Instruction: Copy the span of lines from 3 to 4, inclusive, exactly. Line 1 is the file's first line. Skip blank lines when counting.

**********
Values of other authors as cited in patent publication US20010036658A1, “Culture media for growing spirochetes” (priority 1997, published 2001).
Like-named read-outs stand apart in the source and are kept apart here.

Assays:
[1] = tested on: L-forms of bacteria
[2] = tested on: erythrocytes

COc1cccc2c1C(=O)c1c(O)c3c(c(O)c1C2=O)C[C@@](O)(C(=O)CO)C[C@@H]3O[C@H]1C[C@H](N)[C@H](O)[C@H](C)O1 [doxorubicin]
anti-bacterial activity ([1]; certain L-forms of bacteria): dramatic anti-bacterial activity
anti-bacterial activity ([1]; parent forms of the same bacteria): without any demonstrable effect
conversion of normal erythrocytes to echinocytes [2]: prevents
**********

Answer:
Assays:
[1] = tested on: L-forms of bacteria